Over and over, the astronauts talked to the author about their belief in “someone — or something — greater than oneself. These are very deep thinkers.”

The deepest of all, Hero says, was a man he never got to interview: Neil Armstrong. The first man to walk on the moon died in 2012.

Basil Hero

Hero is inspired by the Apollo astronauts. He always knew they were physically brave. But what comes through just as strongly in The Mission of a Lifetime is their moral courage.

Hero’s book should be read by everyone. He is particularly hopeful that it becomes a staple for high school and college students. He wants them to learn about the notion of “the common good.”

Reviews have been excellent. Amazon picked it as a Book of the Month. The Wall Street Journal ran an excerpt. Jane Pauley wants to interview him.

The timing is perfect. July marks the 50th anniversary of Armstrong’s one giant leap for mankind.

And after half a century — thanks to Basil Hero — the real story of the Apollo space program has finally been told.

Half A Century Young: Stew Leonard’s, And The Miracle Mets

Alert “06880” reader/Terex director of internal communications/ 1970 Staples graduate/longtime New York Mets fan William Adler writes:

1969 was a magic time: Woodstock, and a man on the moon. It was also the summer of the Miracle Mets. New York’s lovable losers went from last to first in a historic season — capped by a seemingly impossible victory over the mighty Baltimore Orioles in the World Series.

Fifty years ago too, Stew Leonard’s store was opening.

At Staples High School, students like my classmate Phil Gambaccini raced home from school to catch portions of the fall classic (World Series games were played during the day back then).

Yesterday, 6 members of that 1969 Mets team signed autographs at Stew Leonard’s. They were celebrating both the 50th anniversary of their world championship, and the store’s 50th.

Phil Gambaccini recently moved back to Westport, after many years abroad. He was at Stew’s yesterday, of course. In the photo below, Ed Kranepool (center) and Art Shamsky autograph a ball for him.

Other Met legends in Norwalk were Ron Swoboda, Cleon Jones, Jim McAndrew and Duffy Dyer.

The line for autographs snaked through the store and into the parking lot, for several hours. Near the end players moved through the line, shaking hands with fans (many as gray as the Mets), and handing out pre-autographed sheets of paper.

Most of the Mets — notably Shamsky, 77 — looked close to playing form, or at least fitter than many fans.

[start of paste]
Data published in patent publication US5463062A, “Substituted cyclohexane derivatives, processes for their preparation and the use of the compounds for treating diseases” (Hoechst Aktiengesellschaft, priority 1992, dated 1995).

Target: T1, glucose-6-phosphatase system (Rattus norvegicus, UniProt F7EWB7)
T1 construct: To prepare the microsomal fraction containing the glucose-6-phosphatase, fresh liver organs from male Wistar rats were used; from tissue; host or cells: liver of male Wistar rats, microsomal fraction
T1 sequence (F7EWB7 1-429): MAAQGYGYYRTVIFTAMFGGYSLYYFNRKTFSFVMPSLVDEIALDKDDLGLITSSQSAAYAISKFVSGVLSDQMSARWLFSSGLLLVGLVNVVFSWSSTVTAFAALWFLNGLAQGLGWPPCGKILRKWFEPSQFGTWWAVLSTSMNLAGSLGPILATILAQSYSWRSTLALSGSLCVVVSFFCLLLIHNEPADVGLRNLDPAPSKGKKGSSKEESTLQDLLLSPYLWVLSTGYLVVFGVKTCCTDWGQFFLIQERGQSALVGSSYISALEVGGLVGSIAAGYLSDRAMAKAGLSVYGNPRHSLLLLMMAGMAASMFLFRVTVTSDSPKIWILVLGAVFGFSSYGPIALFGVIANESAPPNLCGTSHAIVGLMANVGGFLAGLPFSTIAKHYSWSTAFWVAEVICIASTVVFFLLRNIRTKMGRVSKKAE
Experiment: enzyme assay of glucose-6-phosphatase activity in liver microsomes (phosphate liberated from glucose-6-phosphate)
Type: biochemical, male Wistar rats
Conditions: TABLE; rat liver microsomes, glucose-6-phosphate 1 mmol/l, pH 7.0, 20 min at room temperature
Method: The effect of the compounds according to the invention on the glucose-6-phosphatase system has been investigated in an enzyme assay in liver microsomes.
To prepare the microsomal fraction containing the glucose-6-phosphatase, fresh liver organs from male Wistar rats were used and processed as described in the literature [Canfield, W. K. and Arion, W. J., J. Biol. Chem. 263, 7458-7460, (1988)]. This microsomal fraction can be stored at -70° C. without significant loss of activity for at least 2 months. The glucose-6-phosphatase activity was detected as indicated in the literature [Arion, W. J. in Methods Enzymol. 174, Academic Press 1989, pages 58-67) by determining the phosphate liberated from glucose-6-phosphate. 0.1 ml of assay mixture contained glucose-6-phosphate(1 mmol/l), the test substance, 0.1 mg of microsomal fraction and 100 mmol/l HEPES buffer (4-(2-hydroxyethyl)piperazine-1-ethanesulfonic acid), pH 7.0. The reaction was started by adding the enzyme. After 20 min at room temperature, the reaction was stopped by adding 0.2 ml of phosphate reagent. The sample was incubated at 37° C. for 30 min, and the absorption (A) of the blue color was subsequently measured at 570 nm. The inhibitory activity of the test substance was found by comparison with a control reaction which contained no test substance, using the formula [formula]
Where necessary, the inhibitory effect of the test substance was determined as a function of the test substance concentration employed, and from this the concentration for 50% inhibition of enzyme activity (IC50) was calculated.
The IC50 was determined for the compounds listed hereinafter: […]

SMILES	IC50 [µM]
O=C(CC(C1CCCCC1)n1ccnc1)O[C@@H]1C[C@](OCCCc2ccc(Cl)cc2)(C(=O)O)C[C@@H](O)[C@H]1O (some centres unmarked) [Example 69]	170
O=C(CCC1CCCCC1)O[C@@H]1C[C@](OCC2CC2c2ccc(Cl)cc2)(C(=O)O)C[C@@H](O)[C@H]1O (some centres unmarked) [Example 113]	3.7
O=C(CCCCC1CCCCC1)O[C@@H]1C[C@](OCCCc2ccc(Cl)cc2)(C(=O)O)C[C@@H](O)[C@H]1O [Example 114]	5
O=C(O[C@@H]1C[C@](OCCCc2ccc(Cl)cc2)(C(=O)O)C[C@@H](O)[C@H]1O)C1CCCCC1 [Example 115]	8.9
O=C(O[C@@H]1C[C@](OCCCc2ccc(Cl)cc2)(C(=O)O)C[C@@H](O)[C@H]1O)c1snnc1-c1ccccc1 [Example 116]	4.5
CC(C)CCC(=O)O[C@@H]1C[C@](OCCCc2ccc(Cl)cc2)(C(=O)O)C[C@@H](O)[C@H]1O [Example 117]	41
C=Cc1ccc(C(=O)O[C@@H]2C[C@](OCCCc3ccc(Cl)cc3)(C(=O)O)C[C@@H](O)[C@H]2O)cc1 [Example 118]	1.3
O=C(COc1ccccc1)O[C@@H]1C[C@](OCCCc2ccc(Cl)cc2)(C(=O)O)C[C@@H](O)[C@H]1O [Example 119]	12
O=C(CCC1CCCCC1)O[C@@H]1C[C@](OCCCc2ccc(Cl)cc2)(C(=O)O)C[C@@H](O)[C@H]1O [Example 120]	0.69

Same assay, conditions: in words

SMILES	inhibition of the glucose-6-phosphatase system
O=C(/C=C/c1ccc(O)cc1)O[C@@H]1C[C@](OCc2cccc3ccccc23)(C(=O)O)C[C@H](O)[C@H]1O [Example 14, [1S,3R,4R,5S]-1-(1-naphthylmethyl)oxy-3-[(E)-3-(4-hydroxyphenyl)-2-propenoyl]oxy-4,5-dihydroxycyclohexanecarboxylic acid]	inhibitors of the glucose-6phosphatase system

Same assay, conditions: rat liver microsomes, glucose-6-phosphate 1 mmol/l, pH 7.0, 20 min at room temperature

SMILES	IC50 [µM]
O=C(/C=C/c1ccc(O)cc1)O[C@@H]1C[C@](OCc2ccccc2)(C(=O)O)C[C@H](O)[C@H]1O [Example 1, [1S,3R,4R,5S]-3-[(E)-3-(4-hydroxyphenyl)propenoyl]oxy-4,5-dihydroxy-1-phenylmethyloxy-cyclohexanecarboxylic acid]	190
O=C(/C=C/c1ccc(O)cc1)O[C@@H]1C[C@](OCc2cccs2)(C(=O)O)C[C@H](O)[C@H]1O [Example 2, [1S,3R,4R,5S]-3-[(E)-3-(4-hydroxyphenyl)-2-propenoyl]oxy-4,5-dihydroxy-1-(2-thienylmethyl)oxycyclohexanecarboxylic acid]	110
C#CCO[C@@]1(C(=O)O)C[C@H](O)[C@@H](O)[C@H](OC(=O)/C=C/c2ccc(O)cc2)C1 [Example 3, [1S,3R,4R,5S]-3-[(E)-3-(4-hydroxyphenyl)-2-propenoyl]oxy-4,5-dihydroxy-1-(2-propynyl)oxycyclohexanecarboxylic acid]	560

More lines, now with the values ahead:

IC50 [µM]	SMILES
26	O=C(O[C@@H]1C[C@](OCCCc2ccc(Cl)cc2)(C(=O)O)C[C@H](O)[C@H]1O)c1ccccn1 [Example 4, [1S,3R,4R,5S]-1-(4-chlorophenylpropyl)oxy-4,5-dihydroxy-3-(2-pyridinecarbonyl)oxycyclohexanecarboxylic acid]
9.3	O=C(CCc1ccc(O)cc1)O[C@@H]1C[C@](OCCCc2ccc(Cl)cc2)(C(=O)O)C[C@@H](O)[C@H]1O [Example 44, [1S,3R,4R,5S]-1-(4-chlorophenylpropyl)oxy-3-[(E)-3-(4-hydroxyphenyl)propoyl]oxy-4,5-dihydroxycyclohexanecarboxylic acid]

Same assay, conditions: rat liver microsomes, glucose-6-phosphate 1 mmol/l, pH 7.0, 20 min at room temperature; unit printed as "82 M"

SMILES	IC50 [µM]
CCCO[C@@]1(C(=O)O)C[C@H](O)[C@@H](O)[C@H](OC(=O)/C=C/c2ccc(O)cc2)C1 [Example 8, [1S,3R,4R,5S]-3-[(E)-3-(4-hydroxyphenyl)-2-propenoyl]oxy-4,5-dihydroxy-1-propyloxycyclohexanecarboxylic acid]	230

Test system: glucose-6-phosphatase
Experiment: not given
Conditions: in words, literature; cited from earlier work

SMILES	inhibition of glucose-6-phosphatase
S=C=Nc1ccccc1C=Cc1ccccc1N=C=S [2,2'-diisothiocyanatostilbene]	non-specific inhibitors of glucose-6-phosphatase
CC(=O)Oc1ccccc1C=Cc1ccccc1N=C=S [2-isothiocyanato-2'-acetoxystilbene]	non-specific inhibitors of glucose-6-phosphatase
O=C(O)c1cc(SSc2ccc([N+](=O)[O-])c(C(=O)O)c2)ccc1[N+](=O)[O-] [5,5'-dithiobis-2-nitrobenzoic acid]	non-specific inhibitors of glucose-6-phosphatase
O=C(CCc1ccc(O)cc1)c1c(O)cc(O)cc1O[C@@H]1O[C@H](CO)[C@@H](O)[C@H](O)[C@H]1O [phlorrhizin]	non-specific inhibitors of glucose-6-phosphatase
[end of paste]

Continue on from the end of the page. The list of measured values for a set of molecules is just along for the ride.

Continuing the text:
Kranepool has suffered with diabetes for many years, and is searching publicly for a transplant match. When fans asked about his health he quietly said, “Thank you. I just hope I get my kidney.”

To honor the 50th anniversary of the Mets’ championship season, Stew Leonard’s announced that its Wishing Well charity will benefit the Alzheimer’s Association. That’s a tribute to Mets Hall of Famer and ’69 World Series ace Tom Seaver, recently diagnosed with Lyme-related dementia.

Toscanini Lives!

From 1937 to 1954, Arturo Toscanini was one of the most famous men in America.

Already acclaimed for his intensity, perfectionism and ear for orchestral detail as director of La Scala, the Metropolitan Opera and New York Philharmonic, his appointment as music director of the NBC Symphony Orchestra — first on radio, then TV — brought him into nearly every household in the nation.

“He had a singular approach to music making,” says Lucy Johnson. “He was what today we would call a rock star. Thousands of people lined up for tickets to see him perform.”

Today, she says, his work and vibrant reputation remain. He may not be a rock star, but he is revered in musical circles. “People are still inspired by the man, his personality and his musicianship,” Johnson says.

She should know. The longtime Westporter’s father, Samuel Antek, played first violin with the NBC Symphony.

Arturo Toscanini (left) and Samuel Antek.

He died at 48, of a heart attack. Before his death — one year after Toscanini’s, at 89 — he wrote a series of essays about the conductor, from the point of view of an orchestra member. They were published posthumously, in a book called This Was Toscanini.

Two years ago, music historian Harvey Sachs wrote a new biography, Toscanini: Musician of Conscience. During his research, he and Johnson became friends.

She had quite a career of her own. She majored in art history, then got an entry- level job at NBC in New York. She worked in production with Harry Belafonte and David Susskind.

Lucy Johnson

Moving to Los Angeles, Johnson became senior vice president of daytime and children’s programming with both NBC and CBS. She launched The Smurfs, and worked with the legendary Fred Silverman.

She met Bill Klein. Thirteen years ago, they decided to move back East.